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Ottawa needs 'made-in-Canada' response to U.S. Inflation Reduction Act: climate group


As the federal government readies its spring budget, a climate group is urging Ottawa to pursue a "made-in-Canada" response to U.S. clean energy incentives.

The Canadian Climate Institute published a report on Tuesday with recommendations for the federal government on how to respond to the U.S. Inflation Reduction Act passed last summer.

The institute says the federal government shouldn't try to match the incentives and subsidies offered by the U.S. and instead tailor its measures for Canada.

The Inflation Reduction Act, signed into law last August by U.S. President Joe Biden, invests nearly US$400 billion in everything from critical minerals to battery manufacturing, electric vehicles, and clean electricity, including hydrogen.

"To compete with the Inflation Reduction Act, Canada should not try and replicate it," Marisa Beck, the institute's clean growth director, told reporters on Tuesday.

Finance Minister Chrystia Freeland has signalled the March 28 budget will include ways to keep Canada competitive as countries transition their economies to cleaner energy and technologies.

"Our friends and partners around the world, chief among them the United States, are investing heavily to build clean economies," Freeland said in Oshawa, Ont. on Monday.

"Today and in the years to come, Canada will either capitalize on this historic moment … or we'll be left behind as the world's democracies build the clean economy of the 21st century."

The federal government took the first step in its push to keep Canada competitive by introducing new federal tax credits for clean technology and low-emitting hydrogen production in its fall economic statement last November.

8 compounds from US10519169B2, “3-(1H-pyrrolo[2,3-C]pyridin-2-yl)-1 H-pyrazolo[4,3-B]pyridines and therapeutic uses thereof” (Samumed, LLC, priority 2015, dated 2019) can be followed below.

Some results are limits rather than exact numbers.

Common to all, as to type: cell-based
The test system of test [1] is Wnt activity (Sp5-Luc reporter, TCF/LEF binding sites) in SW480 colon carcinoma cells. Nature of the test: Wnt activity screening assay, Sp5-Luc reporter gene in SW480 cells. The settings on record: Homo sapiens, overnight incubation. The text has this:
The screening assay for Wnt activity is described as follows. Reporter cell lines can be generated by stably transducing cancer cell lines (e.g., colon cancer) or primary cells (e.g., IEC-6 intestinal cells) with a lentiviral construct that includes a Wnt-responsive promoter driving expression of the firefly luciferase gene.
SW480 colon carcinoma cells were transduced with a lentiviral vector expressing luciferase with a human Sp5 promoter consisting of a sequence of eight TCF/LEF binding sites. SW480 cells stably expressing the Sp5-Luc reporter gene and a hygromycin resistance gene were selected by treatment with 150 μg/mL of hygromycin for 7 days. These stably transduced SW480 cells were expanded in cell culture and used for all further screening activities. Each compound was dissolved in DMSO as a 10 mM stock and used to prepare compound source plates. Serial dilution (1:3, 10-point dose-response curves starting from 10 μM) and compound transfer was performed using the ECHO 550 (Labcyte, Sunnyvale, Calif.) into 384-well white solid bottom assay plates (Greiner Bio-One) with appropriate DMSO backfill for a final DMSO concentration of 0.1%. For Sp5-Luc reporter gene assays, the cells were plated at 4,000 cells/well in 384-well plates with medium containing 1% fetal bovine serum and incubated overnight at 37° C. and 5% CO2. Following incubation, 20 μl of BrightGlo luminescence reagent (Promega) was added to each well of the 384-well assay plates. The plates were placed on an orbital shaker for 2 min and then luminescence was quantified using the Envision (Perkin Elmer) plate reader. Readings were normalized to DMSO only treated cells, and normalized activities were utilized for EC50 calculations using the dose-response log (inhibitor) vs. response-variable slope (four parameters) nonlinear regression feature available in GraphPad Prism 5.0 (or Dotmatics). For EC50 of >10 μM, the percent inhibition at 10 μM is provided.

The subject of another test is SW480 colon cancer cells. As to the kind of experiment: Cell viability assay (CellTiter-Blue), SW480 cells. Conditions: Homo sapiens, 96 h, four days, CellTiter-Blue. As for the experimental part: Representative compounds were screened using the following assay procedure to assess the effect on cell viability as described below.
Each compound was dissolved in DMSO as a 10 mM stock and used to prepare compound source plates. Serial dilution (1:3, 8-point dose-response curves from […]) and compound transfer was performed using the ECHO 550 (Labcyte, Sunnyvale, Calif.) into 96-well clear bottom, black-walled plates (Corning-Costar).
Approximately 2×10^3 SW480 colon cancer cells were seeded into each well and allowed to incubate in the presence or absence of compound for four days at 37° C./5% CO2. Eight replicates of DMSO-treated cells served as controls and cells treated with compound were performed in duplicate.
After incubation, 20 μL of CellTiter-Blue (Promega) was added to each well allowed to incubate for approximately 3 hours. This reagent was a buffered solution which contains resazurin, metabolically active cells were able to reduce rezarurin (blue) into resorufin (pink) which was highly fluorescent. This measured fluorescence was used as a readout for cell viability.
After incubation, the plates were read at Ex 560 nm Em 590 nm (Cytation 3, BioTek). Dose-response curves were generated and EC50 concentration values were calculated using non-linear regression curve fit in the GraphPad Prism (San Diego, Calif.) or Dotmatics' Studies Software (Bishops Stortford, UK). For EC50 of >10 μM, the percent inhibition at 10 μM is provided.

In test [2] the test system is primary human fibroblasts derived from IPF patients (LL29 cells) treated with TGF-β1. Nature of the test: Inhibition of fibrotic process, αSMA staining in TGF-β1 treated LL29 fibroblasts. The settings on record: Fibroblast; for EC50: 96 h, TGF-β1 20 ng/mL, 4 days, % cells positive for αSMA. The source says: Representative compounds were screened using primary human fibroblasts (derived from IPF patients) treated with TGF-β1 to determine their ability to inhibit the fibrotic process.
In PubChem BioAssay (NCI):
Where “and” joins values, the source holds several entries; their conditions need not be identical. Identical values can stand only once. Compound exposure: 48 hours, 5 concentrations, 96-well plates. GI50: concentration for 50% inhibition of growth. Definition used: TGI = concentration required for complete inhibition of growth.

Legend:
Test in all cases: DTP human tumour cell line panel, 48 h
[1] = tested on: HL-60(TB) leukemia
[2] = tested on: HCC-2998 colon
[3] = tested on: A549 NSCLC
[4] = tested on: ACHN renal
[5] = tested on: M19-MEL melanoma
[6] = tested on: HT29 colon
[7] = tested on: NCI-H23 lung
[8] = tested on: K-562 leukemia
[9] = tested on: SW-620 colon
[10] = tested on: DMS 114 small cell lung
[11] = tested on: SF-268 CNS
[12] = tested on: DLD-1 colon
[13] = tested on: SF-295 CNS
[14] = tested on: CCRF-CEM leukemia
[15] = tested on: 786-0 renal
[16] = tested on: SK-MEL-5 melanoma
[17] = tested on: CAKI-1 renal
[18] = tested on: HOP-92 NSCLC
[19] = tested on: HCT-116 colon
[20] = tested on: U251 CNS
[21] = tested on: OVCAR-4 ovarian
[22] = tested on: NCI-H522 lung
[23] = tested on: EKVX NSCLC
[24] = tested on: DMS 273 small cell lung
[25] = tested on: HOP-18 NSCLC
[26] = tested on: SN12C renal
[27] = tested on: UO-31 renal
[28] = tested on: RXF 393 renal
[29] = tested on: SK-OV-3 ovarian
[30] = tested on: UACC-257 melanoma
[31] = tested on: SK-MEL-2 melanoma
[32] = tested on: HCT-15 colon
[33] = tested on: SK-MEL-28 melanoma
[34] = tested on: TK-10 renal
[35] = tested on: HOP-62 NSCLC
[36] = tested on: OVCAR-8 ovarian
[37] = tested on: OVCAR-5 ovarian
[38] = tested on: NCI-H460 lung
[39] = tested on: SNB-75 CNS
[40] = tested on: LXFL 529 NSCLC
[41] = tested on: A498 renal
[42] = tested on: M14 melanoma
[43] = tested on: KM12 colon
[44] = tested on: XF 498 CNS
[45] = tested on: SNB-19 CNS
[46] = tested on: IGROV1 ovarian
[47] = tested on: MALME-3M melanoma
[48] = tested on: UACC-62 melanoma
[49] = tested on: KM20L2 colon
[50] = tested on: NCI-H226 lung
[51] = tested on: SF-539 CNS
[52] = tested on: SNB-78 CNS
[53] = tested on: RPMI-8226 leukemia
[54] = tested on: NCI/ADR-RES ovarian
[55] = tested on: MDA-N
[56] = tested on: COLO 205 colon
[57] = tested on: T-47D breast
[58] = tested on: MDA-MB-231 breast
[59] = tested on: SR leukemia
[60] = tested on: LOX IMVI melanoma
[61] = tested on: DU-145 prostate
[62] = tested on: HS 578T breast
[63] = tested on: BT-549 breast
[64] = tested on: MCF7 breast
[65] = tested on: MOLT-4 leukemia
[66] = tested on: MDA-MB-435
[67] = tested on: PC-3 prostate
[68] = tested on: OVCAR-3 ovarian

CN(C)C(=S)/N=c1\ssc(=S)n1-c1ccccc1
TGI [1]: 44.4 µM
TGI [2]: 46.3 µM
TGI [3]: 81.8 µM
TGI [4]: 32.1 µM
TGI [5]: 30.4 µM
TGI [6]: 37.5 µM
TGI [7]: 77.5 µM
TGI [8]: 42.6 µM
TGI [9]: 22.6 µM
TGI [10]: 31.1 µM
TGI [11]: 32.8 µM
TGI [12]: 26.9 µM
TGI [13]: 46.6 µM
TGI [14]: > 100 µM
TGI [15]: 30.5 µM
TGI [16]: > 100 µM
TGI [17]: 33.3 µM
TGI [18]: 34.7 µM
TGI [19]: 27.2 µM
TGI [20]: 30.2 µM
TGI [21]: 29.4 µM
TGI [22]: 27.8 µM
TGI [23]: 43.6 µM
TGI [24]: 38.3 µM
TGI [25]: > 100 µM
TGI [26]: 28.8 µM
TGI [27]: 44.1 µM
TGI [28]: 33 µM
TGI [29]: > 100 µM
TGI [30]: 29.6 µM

The budget is expected to outline how Canada plans to grow and transition to a clean economy.

The institute says Canada should pursue targeted policies that don't over-subsidize industry but instead support projects to benefit society that the private sector wouldn't pursue on its own.

It also says the Canada Growth Fund, which will invest in clean energy projects using public dollars, should strive to to balance risk and return.

Once projects achieve profitability, the report says the government should pull its support.

"Long-term commitments over 10 (to) 15 years, of course, provide a lot of certainty for investors. But they can become really costly if it ends up that the projects are being over-subsidized," Beck said.

This report by The Canadian Press was first published March 21, 2023. 




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